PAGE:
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Opinions on a 1987 Wellcraft Monte Carlo 28'



 
 
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  #1  
Old August 7th 03, 06:23 PM
Mike
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Posts: n/a
Default Opinions on a 1987 Wellcraft Monte Carlo 28'

Hello,
My wife and I (newbie boaters) are looking at buying a 1987 28'
Wellcraft Monte Carlo. We have heard about possible structural issues
with these boats during the late 80s but have heard that it was only
in some of wellcrafts other models. This particular boat we are
looking at has 200hp twins and a 10 ft beam and it is in really great
shape. Any thoughts/opinions/experiences regarding this boat would be
greatly appreciated. Thanks!
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  #2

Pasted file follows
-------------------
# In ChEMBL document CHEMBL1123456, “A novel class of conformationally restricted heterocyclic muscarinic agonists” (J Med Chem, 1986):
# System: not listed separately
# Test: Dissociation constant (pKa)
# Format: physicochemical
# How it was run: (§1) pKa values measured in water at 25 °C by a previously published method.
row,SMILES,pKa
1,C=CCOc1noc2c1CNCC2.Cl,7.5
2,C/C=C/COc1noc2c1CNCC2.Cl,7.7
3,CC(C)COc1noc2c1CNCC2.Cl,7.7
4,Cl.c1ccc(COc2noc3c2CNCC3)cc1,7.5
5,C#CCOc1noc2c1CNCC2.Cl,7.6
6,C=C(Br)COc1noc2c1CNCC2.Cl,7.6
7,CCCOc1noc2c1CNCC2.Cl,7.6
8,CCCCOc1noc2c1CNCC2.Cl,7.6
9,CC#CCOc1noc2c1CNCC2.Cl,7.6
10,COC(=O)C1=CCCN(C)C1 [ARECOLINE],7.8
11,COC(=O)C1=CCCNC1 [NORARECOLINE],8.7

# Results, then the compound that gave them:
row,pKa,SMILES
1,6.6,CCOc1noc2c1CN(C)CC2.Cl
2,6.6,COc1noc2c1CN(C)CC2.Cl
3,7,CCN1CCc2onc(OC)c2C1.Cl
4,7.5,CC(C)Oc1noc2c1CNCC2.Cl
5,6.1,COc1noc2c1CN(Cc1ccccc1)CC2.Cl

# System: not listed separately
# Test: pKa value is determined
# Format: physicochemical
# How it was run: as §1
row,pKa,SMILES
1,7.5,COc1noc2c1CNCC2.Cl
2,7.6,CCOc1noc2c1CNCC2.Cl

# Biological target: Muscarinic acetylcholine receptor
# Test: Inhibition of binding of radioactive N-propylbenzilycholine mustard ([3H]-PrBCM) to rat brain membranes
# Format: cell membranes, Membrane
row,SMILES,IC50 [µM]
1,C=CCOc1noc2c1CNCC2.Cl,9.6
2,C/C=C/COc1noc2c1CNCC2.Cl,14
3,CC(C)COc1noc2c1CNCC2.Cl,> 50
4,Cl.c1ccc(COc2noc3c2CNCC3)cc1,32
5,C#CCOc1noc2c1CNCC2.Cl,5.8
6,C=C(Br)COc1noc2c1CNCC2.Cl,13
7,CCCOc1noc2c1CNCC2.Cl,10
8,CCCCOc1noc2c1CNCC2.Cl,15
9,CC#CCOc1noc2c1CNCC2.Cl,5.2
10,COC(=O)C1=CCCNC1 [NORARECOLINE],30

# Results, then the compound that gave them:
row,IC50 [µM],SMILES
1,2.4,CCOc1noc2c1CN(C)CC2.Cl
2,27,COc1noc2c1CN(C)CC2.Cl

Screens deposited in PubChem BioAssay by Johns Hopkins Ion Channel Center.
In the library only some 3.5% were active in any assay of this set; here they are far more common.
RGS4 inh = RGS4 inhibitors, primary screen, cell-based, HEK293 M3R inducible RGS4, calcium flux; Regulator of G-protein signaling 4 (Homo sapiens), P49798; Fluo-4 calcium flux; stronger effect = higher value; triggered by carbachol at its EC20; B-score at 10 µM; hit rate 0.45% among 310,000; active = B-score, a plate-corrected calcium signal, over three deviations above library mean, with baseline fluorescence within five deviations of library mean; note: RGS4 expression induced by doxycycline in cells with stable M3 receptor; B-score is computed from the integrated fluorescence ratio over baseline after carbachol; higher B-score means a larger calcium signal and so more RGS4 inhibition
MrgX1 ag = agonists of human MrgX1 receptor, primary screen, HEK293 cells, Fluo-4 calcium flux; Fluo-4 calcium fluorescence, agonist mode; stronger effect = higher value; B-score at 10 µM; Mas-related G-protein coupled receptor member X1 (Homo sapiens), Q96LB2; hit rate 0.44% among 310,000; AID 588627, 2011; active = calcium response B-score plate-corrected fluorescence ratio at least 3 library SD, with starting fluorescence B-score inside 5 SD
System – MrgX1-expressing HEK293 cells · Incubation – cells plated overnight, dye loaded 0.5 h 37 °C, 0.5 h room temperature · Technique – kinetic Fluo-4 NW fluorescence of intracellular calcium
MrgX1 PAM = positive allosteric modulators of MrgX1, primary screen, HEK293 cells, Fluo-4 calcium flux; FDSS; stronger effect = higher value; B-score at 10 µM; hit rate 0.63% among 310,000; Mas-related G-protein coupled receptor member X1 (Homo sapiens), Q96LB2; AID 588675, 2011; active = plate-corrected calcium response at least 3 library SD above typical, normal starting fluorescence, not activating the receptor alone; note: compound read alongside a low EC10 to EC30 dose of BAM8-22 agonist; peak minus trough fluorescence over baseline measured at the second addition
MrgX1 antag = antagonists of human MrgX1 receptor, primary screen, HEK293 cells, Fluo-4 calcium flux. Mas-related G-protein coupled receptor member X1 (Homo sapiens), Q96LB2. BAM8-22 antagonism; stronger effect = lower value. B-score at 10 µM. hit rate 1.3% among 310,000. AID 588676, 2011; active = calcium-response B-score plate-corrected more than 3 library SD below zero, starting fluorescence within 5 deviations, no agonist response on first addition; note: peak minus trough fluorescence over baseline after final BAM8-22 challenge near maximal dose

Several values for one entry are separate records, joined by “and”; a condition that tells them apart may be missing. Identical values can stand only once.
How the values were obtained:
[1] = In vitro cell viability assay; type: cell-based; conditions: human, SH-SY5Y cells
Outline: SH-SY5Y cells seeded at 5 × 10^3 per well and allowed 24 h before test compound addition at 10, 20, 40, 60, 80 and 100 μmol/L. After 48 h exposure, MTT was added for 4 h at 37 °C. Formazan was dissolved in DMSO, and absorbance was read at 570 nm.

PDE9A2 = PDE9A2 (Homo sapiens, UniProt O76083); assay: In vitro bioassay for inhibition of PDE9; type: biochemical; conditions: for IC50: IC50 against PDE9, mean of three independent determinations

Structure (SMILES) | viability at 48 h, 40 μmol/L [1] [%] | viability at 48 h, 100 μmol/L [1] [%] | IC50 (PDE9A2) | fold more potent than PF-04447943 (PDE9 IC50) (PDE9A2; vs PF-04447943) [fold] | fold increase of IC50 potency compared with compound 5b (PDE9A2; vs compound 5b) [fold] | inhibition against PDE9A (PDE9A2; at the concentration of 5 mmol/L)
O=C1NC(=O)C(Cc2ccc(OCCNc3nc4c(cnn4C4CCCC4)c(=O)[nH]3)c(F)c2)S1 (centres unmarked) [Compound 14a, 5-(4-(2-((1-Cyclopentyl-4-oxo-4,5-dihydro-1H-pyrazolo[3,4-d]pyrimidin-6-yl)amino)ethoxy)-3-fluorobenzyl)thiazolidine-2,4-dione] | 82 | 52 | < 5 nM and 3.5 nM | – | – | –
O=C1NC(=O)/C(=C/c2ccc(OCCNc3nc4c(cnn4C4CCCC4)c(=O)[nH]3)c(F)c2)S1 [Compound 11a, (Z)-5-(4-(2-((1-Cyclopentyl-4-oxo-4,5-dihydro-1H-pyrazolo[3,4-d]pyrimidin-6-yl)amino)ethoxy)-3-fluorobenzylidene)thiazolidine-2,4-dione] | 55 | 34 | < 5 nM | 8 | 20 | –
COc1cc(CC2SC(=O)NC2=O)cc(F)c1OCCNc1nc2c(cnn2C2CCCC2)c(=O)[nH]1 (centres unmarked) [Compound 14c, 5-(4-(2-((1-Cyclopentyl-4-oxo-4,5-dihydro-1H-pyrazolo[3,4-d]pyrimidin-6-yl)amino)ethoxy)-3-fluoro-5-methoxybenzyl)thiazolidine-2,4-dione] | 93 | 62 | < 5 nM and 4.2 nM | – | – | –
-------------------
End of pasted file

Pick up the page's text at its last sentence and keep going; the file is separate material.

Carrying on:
Old August 7th 03, 06:47 PM
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Default Opinions on a 1987 Wellcraft Monte Carlo 28'

Have it professionally surveyed, there is no better advice. Even if the
boat were new, that would still be the best advice.


"Mike" wrote in message
om...
Hello,
My wife and I (newbie boaters) are looking at buying a 1987 28'
Wellcraft Monte Carlo. We have heard about possible structural issues
with these boats during the late 80s but have heard that it was only
in some of wellcrafts other models. This particular boat we are
looking at has 200hp twins and a 10 ft beam and it is in really great
shape. Any thoughts/opinions/experiences regarding this boat would be
greatly appreciated. Thanks!



  #3  
Old August 8th 03, 12:00 AM